Protesters March in Solidarity with Michael Brown

Activists Take a Stance Against Police Brutality and Racial Profiling

A photo from a previous vigil held for Michael Brown earlier this month. Photo Alex Bailey

Approximately 300 people gathered in Phillips Square to protest police brutality and racial profiling in the wake of recent events in Ferguson, Missouri on Saturday night.

The protest stemmed from the shooting and death of unarmed African-American Michael Brown by Officer Darren Wilson. The controversy was heightened by the recent decision of a St. Louis grand jury to not indict Wilson.

The protest in Phillips Square was held in solidarity with Michael Brown, with speakers and protesters showing support for the deceased teen as well as denouncing the current justice system. James Oscar, one of the organizers of the rally, spoke of his and his family’s experiences with racial profiling.

He said his uncle was murdered by police in Trinidad in 1968, prompting his family to leave the island for Montreal. Oscar continued with a recount of an incident where he was racially profiled in 1990 by Montreal police and falsely accused of armed robbery.

“I have been silent since 1990,” he said. “And I know now that to be silent is a luxury of privilege. Please, become one of the beautiful ones.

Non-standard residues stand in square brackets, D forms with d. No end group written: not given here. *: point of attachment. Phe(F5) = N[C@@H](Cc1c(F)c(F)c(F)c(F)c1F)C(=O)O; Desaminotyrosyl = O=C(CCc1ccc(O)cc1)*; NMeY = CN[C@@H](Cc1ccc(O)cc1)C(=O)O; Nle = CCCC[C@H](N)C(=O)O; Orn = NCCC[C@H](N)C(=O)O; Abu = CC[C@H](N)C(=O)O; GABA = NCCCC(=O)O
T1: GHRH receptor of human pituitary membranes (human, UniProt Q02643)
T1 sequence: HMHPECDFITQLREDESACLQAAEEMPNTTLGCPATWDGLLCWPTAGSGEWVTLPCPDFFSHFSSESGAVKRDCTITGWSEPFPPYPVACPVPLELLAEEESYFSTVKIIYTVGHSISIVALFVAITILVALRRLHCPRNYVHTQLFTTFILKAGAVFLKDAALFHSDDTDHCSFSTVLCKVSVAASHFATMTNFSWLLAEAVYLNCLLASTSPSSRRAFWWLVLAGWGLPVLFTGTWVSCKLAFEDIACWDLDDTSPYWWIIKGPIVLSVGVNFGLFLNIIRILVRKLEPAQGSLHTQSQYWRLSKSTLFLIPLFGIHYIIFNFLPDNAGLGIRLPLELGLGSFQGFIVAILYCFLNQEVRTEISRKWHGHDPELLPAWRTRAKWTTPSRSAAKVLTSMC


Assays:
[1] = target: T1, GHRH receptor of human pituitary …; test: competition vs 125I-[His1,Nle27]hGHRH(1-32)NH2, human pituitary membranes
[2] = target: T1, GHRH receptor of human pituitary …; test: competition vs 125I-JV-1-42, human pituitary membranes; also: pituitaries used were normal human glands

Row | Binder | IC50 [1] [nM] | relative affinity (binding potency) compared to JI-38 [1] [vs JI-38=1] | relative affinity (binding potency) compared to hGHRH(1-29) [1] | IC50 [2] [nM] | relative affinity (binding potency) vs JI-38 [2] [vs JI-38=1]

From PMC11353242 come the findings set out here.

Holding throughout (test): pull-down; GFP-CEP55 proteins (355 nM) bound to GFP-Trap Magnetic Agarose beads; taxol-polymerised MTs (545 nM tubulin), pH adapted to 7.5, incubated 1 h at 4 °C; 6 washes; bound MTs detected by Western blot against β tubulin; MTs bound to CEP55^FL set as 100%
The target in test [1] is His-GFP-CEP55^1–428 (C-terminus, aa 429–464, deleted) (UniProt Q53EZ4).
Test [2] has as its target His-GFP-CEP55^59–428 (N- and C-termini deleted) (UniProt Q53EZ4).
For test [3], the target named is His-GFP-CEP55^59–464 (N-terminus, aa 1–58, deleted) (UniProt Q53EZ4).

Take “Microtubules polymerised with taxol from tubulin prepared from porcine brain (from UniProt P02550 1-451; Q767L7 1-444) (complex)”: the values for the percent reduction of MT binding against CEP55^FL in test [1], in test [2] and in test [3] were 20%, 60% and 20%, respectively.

“Speak openly to all people in all walks of your life about this hole at the heart of our civilisation.”

Police monitored the event without leaving their vehicles. The protest went “smoothly and peacefully” with no arrests made, according to the police. At the last speech’s end, protesters marched east on Ste. Catherine St. with only two police vans in sight.

The march took up rallying cries of “Against police brutality—Montreal-Ferguson solidarity,” “No justice—No peace—Fuck the police” and “Hands up—Don’t shoot.” Protesters followed activists carrying a banner reading “Qui Nous Protège de la Police?” (Who Protects Us from the Police), some carrying homemade signs and others wearing Guy Fawkes masks.

Once the march reached Place Émile Gamelin, one of the organizers asked in French if the marchers wanted to continue. As a result, the march circled around and headed north on Berri St. The protesters passed through stalled traffic on Berri as many drivers honked their horns in support. Many onlookers illustrated support by raising arms and joining in chants.

The march ended outside the police station at Berri and Gilford, where police officers stood on the station’s steps to meet the protesters. For a short time the protesters stood outside and repeated their slogans, as well as “Nous on n’a rien volé” (We didn’t steal anything), the slogan of the Quebec municipal workers protesting against Bill 3, also found on the stickers coating station windows and police cars.